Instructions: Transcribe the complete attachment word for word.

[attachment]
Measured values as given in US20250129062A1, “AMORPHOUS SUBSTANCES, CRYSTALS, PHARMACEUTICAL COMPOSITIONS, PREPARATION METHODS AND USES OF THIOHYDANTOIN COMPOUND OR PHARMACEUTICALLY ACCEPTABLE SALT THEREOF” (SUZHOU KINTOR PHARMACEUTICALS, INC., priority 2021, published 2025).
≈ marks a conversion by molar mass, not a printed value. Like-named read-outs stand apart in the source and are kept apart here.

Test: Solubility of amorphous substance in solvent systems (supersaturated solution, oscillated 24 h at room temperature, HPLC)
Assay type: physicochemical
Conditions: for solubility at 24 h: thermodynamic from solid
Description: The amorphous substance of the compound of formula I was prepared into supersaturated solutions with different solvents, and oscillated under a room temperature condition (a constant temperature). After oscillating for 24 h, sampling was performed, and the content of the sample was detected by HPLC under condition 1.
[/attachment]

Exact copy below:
Measured values as given in US20250129062A1, “AMORPHOUS SUBSTANCES, CRYSTALS, PHARMACEUTICAL COMPOSITIONS, PREPARATION METHODS AND USES OF THIOHYDANTOIN COMPOUND OR PHARMACEUTICALLY ACCEPTABLE SALT THEREOF” (SUZHOU KINTOR PHARMACEUTICALS, INC., priority 2021, published 2025).
≈ marks a conversion by molar mass, not a printed value. Like-named read-outs stand apart in the source and are kept apart here.

Test: Solubility of amorphous substance in solvent systems (supersaturated solution, oscillated 24 h at room temperature, HPLC)
Assay type: physicochemical
Conditions: for solubility at 24 h: thermodynamic from solid
Description: The amorphous substance of the compound of formula I was prepared into supersaturated solutions with different solvents, and oscillated under a room temperature condition (a constant temperature). After oscillating for 24 h, sampling was performed, and the content of the sample was detected by HPLC under condition 1.